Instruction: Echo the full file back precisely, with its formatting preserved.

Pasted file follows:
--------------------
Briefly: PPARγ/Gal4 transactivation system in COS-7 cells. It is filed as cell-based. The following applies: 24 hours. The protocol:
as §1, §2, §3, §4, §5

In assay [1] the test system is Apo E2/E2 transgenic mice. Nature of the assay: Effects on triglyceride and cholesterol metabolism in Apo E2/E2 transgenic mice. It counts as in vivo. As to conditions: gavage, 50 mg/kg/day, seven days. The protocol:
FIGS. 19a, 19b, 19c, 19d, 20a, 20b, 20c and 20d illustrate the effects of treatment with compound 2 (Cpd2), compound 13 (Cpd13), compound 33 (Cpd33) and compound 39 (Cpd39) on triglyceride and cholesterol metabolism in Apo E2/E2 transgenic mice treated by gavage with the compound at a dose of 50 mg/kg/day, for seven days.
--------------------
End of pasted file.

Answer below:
Briefly: PPARγ/Gal4 transactivation system in COS-7 cells. It is filed as cell-based. The following applies: 24 hours. The protocol:
as §1, §2, §3, §4, §5

In assay [1] the test system is Apo E2/E2 transgenic mice. Nature of the assay: Effects on triglyceride and cholesterol metabolism in Apo E2/E2 transgenic mice. It counts as in vivo. As to conditions: gavage, 50 mg/kg/day, seven days. The protocol:
FIGS. 19a, 19b, 19c, 19d, 20a, 20b, 20c and 20d illustrate the effects of treatment with compound 2 (Cpd2), compound 13 (Cpd13), compound 33 (Cpd33) and compound 39 (Cpd39) on triglyceride and cholesterol metabolism in Apo E2/E2 transgenic mice treated by gavage with the compound at a dose of 50 mg/kg/day, for seven days.